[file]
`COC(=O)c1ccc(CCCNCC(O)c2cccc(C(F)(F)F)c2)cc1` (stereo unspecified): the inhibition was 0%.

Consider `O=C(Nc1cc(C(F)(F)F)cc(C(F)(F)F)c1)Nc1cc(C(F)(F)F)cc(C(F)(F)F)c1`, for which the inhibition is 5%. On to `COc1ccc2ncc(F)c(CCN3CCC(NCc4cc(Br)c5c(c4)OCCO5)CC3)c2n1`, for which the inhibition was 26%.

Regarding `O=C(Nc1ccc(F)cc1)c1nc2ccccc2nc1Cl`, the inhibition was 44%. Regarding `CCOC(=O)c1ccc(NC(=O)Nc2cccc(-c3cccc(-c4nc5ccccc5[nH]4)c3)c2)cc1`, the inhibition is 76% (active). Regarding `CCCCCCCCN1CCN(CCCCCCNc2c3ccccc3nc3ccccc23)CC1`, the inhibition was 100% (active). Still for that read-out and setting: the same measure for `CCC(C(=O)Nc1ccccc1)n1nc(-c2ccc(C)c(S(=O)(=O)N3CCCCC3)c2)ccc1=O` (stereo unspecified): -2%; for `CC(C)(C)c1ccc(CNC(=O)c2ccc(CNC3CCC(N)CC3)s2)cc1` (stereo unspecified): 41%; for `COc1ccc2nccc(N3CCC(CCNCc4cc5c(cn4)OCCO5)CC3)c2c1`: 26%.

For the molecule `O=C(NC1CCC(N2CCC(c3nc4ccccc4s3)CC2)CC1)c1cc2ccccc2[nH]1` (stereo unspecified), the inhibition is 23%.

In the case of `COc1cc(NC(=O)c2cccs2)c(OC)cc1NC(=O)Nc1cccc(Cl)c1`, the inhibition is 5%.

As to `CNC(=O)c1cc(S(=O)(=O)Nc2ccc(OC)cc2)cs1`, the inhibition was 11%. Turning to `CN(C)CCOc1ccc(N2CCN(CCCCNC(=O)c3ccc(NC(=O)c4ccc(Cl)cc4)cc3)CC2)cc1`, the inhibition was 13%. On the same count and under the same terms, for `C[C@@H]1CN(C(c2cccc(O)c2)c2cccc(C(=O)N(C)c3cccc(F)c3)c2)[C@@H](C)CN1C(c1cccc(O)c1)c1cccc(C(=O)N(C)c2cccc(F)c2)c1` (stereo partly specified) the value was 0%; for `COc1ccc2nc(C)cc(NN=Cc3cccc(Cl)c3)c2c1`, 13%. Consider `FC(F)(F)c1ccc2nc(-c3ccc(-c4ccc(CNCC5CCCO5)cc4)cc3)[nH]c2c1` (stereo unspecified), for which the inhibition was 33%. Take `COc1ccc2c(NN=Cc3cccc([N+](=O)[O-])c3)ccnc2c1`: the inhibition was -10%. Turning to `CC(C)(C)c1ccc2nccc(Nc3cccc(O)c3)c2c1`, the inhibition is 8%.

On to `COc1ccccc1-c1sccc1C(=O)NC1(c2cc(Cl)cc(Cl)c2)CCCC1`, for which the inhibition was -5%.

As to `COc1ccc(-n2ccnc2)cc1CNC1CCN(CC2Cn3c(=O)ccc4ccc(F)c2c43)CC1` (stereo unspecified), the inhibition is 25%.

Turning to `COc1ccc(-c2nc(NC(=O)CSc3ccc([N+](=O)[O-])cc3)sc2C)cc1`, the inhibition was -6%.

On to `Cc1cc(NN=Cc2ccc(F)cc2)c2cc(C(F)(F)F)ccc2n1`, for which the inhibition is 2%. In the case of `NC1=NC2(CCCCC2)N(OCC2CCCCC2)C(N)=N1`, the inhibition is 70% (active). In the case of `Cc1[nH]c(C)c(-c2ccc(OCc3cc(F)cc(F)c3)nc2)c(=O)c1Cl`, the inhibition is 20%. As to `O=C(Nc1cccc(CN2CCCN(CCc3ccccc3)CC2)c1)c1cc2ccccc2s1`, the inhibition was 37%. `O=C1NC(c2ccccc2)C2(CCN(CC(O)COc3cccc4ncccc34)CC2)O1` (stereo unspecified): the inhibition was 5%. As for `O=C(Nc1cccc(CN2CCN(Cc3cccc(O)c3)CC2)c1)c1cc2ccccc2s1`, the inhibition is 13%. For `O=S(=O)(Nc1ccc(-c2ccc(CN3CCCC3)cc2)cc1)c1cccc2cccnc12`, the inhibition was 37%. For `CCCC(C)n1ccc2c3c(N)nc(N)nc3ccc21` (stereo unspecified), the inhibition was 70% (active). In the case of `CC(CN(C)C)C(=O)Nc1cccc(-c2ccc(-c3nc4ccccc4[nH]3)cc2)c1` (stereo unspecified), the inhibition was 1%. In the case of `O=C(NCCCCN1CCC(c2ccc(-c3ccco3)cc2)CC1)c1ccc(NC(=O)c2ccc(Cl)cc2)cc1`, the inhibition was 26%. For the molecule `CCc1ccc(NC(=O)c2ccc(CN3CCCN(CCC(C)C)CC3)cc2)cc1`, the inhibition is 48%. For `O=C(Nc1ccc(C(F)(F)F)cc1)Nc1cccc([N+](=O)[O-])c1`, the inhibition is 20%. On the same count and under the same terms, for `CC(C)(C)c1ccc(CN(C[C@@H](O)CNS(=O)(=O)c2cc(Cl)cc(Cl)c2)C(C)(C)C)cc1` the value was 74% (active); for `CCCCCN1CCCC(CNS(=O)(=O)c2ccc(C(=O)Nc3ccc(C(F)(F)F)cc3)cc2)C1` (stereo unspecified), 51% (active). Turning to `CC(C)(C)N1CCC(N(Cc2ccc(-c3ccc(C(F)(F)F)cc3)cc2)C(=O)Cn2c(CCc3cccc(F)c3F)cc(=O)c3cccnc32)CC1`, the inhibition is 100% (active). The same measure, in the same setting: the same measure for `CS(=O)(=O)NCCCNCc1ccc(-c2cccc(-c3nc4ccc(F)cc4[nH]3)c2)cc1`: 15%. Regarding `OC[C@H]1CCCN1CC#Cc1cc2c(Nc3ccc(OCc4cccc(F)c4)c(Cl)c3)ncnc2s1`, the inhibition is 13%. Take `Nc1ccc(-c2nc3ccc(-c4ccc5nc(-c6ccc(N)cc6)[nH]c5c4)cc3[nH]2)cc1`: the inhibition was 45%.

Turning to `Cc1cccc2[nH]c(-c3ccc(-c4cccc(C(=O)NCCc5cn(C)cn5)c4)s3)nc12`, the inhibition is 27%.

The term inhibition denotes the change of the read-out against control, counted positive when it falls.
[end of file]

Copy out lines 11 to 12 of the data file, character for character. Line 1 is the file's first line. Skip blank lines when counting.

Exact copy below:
Turning to `Cc1cccc2[nH]c(-c3ccc(-c4cccc(C(=O)NCCc5cn(C)cn5)c4)s3)nc12`, the inhibition is 27%.

The term inhibition denotes the change of the read-out against control, counted positive when it falls.